PLEASE POST OR SHARE THIS NOTICE
[help us come up with a catchier name at our first meeting!]
We are people with narcolepsy, idiopathic hypersomnia, & the like.
We exist to help each other & anyone interested in learning more about these disorders of sleep (and wakefulness for that matter).
Our first meeting will be on Sunday, March 21, 2010 from 2:00-4:00pm in the basement of Second Impressions Consignment & Resale Shop,
5381 North High Street, Columbus, OH 43214 / Tel: 614-781-1572.
Light refreshments will be provided. Bring something to share if you wish.
DIRECTIONS: Second Impressions is located on the west side of North High Street (RT 23), 1 mile south of Dublin-Granville Road (RT 161) + 1 mille north of Morse Road & Graceland Shopping Center. It's in the same building as Arthur Murray Dance Studio.
NARCOLEPSY IS a chronic neurological disorder, involving irregular patterns in Rapid Eye Movement (REM) sleep and significant disruptions of the normal sleep/wake cycle which result in sleepiness at unpredictable times. Because the sleep/wake patterns are disrupted, most people with narcolepsy rarely get a 'restful' sleep. Many experience disrupted or fragmented nighttime sleep involving multiple periods of arousal. Their dreams are often vivid, realistic, and frightening. They can occur during the transition between sleep and wakefulness, while the brain is neither fully awake nor fully asleep. This is also when they may experience sleep paralysis - a temporary inability to move upon waking. Throughout a 24 hour day, people with narcolepsy often have microsleeps, or fleeting moments of sleep, which may intrude into the waking state. They may have episodes of automatic behavior - the performance of a routine task, without conscious awareness if doing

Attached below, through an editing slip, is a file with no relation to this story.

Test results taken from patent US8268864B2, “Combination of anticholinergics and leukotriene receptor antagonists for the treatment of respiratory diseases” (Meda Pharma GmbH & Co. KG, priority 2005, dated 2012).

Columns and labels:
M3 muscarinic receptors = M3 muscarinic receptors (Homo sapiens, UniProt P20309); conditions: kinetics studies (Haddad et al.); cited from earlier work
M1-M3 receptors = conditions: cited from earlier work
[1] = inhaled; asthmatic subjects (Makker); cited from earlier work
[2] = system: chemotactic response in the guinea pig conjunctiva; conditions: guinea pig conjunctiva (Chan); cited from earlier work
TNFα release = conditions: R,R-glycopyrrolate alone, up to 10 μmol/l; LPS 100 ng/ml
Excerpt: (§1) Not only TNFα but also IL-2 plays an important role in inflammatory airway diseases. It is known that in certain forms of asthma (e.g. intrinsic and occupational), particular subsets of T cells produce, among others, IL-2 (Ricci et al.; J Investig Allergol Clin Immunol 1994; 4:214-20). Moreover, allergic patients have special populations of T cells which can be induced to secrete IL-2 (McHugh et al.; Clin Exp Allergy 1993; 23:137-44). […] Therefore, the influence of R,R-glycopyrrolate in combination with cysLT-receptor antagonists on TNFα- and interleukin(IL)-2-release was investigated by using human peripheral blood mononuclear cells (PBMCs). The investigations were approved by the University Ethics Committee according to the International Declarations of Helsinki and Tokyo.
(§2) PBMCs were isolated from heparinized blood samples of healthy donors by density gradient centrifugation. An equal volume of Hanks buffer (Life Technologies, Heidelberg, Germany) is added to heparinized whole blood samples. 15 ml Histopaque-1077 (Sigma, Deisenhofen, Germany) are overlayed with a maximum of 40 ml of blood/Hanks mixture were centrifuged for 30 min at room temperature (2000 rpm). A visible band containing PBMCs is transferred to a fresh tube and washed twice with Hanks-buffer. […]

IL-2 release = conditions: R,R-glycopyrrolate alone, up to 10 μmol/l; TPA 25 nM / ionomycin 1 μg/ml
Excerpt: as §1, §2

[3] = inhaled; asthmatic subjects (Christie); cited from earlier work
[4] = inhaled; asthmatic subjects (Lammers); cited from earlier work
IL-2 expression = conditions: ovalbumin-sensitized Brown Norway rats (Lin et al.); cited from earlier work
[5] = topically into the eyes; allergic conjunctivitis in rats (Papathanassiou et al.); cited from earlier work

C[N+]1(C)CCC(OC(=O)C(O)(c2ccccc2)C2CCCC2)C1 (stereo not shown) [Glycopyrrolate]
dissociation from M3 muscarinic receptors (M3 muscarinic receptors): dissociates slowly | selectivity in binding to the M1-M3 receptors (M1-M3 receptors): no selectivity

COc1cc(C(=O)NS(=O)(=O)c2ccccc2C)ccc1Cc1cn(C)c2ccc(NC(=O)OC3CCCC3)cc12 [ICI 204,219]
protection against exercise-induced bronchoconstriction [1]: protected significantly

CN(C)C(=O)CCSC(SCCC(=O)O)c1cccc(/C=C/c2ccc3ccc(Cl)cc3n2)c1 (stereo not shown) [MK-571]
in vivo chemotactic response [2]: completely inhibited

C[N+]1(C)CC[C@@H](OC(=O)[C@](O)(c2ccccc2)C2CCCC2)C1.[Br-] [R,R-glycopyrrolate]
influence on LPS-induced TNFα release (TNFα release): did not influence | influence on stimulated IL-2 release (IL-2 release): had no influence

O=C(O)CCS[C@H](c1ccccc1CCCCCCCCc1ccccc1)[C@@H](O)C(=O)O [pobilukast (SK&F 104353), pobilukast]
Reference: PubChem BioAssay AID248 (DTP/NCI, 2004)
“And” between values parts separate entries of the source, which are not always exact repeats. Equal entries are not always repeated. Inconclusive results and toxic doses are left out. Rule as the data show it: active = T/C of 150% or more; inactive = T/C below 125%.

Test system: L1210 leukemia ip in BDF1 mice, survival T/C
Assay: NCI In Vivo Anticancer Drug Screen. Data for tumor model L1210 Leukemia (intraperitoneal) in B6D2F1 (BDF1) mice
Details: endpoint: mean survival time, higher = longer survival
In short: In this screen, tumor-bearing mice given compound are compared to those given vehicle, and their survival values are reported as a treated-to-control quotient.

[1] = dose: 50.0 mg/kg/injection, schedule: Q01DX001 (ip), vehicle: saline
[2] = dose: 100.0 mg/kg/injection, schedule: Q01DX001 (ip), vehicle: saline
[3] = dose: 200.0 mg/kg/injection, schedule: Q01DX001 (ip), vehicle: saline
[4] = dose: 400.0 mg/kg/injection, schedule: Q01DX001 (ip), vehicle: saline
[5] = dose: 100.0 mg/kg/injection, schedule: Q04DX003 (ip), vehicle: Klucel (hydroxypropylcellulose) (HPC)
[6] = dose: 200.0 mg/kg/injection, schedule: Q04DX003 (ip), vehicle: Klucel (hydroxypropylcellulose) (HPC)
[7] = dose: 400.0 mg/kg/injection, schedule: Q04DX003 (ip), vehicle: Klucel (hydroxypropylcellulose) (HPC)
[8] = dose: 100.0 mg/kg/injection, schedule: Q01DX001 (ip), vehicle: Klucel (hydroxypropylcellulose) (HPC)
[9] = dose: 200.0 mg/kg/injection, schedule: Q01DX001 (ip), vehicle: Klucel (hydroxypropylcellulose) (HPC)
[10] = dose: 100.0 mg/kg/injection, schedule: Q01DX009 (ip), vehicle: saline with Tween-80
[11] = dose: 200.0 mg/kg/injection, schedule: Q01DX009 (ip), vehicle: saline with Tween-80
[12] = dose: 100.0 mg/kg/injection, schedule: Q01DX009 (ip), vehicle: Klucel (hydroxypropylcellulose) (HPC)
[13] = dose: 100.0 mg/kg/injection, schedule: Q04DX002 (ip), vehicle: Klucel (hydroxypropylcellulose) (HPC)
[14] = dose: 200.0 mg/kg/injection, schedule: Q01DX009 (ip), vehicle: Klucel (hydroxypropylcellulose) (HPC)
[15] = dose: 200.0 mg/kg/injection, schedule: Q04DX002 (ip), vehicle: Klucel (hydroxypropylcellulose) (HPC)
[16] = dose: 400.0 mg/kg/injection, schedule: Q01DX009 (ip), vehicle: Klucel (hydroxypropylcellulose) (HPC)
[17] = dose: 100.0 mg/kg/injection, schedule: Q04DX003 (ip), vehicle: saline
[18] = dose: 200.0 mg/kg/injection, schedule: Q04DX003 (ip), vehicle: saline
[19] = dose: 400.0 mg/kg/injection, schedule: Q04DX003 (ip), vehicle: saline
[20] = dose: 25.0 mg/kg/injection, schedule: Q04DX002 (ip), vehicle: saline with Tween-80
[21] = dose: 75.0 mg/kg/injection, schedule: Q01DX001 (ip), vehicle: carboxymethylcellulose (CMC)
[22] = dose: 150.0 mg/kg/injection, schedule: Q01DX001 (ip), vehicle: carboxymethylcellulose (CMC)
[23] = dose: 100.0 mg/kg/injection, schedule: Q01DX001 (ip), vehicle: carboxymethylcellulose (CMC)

it, & often without later memory of it. Cataplexy is a symptom unique to narcolepsy but does not have to be present for diagnosis. It is a sudden loss of voluntary muscle control, usually triggered by emotions such as laughter, surprise, fear or anger. The cataplectic attack may involve only a slight feeling of weakness and limp muscles or it may result in immediate and total body collapse, during which the person may appear unconscious, but is actually awake and alert. Cataplectic episodes are related to the loss of muscle tone usually associated with the normal dreaming stage of sleep called rapid eye movement (REM); as a protection against acting out one’s dreams, the muscles become immobile or paralyzed.
The study of this unique but not uncommon sleep/wake disorder is the key to understanding the mysteries of sleep for all of humankind.
Much more can be learned by contacting the Narcolepsy Network, Inc.
Tel: 1-888-292-6522 or www.narcolepsynetwork.org.
Join us at our next meeting. We help others because someone was there to help us.
Marilyn Hallowell <marilynliz@...
Laura J. Evert <dreamiestgirlever@...
Ellen Haider <ellenhaider@...
rev. 03/2010 lje
A great tool for someone who believes that she or he might have a sleep disorder is the Epworth Sleepiness Scale. This simple test, developed by Dr. Murray Johns at Epworth Hospital in Australia, allows a person experiencing excessive daytime sleepiness to get an idea of the severity of her or his condition.